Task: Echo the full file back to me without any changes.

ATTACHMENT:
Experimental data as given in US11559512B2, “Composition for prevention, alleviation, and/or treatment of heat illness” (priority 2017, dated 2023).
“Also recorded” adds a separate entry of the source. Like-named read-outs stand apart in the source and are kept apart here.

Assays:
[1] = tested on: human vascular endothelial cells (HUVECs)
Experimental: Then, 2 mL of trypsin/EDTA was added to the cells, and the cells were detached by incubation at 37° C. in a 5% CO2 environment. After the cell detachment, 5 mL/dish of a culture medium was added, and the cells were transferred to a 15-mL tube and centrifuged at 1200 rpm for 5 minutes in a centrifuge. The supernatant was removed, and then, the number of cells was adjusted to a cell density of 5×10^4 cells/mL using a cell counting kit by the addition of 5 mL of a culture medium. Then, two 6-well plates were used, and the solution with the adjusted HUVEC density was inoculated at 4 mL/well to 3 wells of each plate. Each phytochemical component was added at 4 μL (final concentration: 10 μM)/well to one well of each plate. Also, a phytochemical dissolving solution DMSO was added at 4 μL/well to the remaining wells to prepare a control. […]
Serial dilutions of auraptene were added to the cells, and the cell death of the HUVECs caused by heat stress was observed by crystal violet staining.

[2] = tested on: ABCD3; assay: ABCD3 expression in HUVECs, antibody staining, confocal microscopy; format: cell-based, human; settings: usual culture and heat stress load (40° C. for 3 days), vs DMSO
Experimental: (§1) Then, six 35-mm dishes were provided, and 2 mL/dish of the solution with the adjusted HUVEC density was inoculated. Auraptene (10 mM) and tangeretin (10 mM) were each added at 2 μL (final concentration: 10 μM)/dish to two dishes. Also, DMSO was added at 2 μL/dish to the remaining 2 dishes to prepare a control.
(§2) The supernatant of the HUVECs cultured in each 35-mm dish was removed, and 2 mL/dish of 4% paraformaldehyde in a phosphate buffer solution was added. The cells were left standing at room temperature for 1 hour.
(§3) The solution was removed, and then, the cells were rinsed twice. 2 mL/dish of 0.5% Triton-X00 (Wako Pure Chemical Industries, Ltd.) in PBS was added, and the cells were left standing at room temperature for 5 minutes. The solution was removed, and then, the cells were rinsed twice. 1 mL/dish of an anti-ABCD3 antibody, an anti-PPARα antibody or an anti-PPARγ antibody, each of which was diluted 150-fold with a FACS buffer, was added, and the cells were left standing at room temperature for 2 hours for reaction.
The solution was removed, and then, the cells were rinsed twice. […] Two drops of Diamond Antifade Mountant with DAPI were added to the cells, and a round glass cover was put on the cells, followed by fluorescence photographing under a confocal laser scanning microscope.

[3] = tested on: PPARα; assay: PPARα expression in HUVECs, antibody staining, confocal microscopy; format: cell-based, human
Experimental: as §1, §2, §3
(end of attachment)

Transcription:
Experimental data as given in US11559512B2, “Composition for prevention, alleviation, and/or treatment of heat illness” (priority 2017, dated 2023).
“Also recorded” adds a separate entry of the source. Like-named read-outs stand apart in the source and are kept apart here.

Assays:
[1] = tested on: human vascular endothelial cells (HUVECs)
Experimental: Then, 2 mL of trypsin/EDTA was added to the cells, and the cells were detached by incubation at 37° C. in a 5% CO2 environment. After the cell detachment, 5 mL/dish of a culture medium was added, and the cells were transferred to a 15-mL tube and centrifuged at 1200 rpm for 5 minutes in a centrifuge. The supernatant was removed, and then, the number of cells was adjusted to a cell density of 5×10^4 cells/mL using a cell counting kit by the addition of 5 mL of a culture medium. Then, two 6-well plates were used, and the solution with the adjusted HUVEC density was inoculated at 4 mL/well to 3 wells of each plate. Each phytochemical component was added at 4 μL (final concentration: 10 μM)/well to one well of each plate. Also, a phytochemical dissolving solution DMSO was added at 4 μL/well to the remaining wells to prepare a control. […]
Serial dilutions of auraptene were added to the cells, and the cell death of the HUVECs caused by heat stress was observed by crystal violet staining.

[2] = tested on: ABCD3; assay: ABCD3 expression in HUVECs, antibody staining, confocal microscopy; format: cell-based, human; settings: usual culture and heat stress load (40° C. for 3 days), vs DMSO
Experimental: (§1) Then, six 35-mm dishes were provided, and 2 mL/dish of the solution with the adjusted HUVEC density was inoculated. Auraptene (10 mM) and tangeretin (10 mM) were each added at 2 μL (final concentration: 10 μM)/dish to two dishes. Also, DMSO was added at 2 μL/dish to the remaining 2 dishes to prepare a control.
(§2) The supernatant of the HUVECs cultured in each 35-mm dish was removed, and 2 mL/dish of 4% paraformaldehyde in a phosphate buffer solution was added. The cells were left standing at room temperature for 1 hour.
(§3) The solution was removed, and then, the cells were rinsed twice. 2 mL/dish of 0.5% Triton-X00 (Wako Pure Chemical Industries, Ltd.) in PBS was added, and the cells were left standing at room temperature for 5 minutes. The solution was removed, and then, the cells were rinsed twice. 1 mL/dish of an anti-ABCD3 antibody, an anti-PPARα antibody or an anti-PPARγ antibody, each of which was diluted 150-fold with a FACS buffer, was added, and the cells were left standing at room temperature for 2 hours for reaction.
The solution was removed, and then, the cells were rinsed twice. […] Two drops of Diamond Antifade Mountant with DAPI were added to the cells, and a round glass cover was put on the cells, followed by fluorescence photographing under a confocal laser scanning microscope.

[3] = tested on: PPARα; assay: PPARα expression in HUVECs, antibody staining, confocal microscopy; format: cell-based, human
Experimental: as §1, §2, §3